The easiest plum jam is made with nothing but plums and sugar, but sometimes I enjoy mixing things up a little. This plum jam recipe has a small amount of commercial pectin, which lets you use less sugar, and speeds up cooking time. Try it as a topping for ice cream or cheesecake, on toast with butter or nut butter, or mixed into yogurt.
Plum Jam Q&A
First up, let’s cover some common jam making questions.
Do I need to add lemon juice to plum jam?
To safely water bath can foods, the pH of the food must be 4.6 or lower (acidic). The normal pH of range for plums is:
- blue plums – 2.80-3.40
- red plums – 3.60-4.30
- green gage plums – 3.60 – 4.30
- yellow plums – 3.90 – 4.45
Therefor plums should be safe for water bath canning without adding lemon. That said, if your plums are extremely ripe, the pH may be borderline, so a little extra lemon isn’t a bad idea.
See pH Values of Common Foods and Ingredients and Master List of Typical pH and Acid Content of Fruits and Vegetables for more information.
Are plums high in pectin?
Plums are naturally high in pectin, especially the skins. Ripe plums make sweeter jam with less added sugar, but plums that are not as ripe have more pectin. If you want to make plum jam without added pectin, use plums with a mix of ripeness for faster gelling.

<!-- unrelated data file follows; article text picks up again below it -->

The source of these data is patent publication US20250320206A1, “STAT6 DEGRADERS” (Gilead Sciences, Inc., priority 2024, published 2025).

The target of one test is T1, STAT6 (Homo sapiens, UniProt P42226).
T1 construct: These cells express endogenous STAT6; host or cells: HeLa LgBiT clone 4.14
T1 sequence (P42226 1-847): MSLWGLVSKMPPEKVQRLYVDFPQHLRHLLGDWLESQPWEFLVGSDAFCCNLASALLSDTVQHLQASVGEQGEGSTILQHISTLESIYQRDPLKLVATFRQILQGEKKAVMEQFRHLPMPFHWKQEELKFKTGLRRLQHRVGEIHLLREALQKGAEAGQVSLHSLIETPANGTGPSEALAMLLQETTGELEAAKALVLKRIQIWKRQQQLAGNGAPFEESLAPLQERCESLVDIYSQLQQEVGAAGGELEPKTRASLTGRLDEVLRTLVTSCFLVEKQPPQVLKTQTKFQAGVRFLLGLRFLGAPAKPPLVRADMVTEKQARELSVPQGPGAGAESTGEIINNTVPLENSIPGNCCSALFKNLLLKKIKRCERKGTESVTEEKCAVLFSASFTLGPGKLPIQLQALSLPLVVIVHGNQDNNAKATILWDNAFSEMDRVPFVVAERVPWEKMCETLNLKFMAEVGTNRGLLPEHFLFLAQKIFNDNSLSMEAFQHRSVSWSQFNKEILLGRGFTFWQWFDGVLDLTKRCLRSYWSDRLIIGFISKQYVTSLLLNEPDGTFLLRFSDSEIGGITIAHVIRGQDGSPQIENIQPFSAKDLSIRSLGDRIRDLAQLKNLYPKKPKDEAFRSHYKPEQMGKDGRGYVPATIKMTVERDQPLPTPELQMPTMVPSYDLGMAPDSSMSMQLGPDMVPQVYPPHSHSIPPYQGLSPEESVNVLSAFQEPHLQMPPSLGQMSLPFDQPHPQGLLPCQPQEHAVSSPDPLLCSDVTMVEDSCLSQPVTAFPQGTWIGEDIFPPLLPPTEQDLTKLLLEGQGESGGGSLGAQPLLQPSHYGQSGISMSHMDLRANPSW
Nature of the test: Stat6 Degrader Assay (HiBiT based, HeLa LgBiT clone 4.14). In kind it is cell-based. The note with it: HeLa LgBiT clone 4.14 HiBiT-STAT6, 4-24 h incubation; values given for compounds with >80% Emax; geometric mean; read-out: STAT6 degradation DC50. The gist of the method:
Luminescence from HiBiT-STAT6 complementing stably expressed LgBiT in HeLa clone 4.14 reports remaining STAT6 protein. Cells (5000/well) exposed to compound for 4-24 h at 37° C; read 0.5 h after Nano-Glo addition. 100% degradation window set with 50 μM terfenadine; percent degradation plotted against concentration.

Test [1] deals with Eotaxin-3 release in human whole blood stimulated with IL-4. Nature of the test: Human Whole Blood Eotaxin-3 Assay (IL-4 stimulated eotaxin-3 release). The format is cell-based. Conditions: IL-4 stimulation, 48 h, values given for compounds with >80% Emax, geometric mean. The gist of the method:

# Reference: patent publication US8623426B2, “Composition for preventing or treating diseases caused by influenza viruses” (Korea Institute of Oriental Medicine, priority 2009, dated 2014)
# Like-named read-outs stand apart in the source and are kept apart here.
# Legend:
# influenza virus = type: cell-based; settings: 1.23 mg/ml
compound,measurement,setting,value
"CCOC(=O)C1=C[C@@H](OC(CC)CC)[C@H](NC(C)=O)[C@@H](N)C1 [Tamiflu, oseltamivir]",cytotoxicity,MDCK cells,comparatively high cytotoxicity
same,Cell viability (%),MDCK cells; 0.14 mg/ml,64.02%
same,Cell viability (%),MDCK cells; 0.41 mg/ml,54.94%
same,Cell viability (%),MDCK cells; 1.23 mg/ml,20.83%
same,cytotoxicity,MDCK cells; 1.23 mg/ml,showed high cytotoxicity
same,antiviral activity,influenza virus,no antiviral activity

Do you skin plum before making jam?
Nope! At least, I never do. The skins are high in pectin, fiber and nutrients, and help give plum jam that beautiful deep red color. I do like the cut plums in quarters or pop them in the food processor for a bit for a more even texture in the jam.
How do you process plums for jam?
To prep plums for jam, first wash the fruit. Cut in half and remove the pits. At this point you can either dice up the plums, or chop them briefly in the food processor. I don’t usually leave them in halves unless the plums are small, because the skins don’t break down completely during cooking.
How to Make Plum Jam
Start with room temperature plums for faster cooking. Prep your fruit by washing, pitting and chopping. (Don’t peel the plums.) This recipe uses about 2 pounds of ripe plums.
Measure out chopped walnuts. (I use crispy walnuts.) Grate the lemon peel and then juice the lemon.
If you are water bath canning your jam, you don’t need to sterilize the jars. (Processing the jars also sterilizes them.) Simply wash them in the dishwasher or warm, soapy water and keep warm.
Prep your boiling water bath canner along with your jars and lids. Always inspect jars for any damage prior to canning. Although it is no longer required by the two piece lid manufacturers, I still like to keep my canning lids in warm water prior to use for a better seal. (Don’t boil the lids before they are on the jars.)
Place plums, lemon peel and juice, walnuts and calcium water in a stockpot. Mix sugar and pectin. Heat fruit mix until boiling, stir in sugar mix. Return to boil and boil for one minute. Remove from heat. Stir in rum.